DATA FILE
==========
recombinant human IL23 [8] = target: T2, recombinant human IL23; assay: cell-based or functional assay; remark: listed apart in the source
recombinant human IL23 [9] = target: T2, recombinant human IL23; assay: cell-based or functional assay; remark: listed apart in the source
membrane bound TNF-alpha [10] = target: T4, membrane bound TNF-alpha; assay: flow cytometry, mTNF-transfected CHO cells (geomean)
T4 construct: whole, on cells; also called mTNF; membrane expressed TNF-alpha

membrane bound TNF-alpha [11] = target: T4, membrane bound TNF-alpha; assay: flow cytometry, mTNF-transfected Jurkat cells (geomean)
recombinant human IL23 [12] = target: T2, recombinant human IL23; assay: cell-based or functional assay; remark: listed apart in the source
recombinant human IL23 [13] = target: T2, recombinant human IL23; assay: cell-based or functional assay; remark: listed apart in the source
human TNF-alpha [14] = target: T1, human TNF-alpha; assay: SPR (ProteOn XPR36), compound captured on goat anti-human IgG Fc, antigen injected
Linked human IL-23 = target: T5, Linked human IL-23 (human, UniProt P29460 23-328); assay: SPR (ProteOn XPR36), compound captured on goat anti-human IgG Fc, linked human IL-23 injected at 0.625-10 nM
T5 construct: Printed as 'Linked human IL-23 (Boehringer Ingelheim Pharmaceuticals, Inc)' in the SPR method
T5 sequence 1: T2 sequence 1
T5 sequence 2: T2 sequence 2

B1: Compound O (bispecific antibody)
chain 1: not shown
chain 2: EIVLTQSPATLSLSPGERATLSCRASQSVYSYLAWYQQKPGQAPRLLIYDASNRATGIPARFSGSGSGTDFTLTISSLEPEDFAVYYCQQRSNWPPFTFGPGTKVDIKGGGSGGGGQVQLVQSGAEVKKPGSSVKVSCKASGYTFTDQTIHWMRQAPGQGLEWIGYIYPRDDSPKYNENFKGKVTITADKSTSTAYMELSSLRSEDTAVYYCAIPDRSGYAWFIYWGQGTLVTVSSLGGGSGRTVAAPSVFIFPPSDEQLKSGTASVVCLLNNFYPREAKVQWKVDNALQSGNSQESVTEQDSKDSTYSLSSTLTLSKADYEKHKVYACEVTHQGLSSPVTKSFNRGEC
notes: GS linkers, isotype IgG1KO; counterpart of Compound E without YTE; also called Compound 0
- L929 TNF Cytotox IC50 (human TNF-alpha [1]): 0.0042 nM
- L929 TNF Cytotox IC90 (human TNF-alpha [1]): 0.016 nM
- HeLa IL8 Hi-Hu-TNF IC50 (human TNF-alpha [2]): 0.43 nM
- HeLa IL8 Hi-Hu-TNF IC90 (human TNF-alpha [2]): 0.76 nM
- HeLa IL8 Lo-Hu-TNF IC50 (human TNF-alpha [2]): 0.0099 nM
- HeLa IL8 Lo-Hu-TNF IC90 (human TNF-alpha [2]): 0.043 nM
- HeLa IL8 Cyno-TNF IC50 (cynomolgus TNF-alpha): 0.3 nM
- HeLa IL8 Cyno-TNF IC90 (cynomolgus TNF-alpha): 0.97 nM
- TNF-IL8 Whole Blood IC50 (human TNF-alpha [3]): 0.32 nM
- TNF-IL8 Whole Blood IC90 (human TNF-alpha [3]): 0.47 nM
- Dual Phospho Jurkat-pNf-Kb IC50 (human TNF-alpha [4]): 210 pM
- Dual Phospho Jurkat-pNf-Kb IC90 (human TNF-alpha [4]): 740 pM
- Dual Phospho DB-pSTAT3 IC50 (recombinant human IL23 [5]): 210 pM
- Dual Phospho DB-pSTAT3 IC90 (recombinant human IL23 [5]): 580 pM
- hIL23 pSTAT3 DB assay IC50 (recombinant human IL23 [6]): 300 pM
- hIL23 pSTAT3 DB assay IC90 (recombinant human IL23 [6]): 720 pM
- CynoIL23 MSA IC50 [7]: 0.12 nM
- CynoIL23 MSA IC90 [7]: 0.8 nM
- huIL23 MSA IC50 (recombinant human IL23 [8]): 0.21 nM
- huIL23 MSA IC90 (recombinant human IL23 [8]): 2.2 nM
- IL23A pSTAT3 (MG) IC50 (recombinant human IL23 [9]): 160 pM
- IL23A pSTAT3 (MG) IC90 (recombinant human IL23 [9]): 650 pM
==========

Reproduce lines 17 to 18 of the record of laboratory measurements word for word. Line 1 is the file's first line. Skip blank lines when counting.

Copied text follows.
- L929 TNF Cytotox IC50 (human TNF-alpha [1]): 0.0042 nM
- L929 TNF Cytotox IC90 (human TNF-alpha [1]): 0.016 nM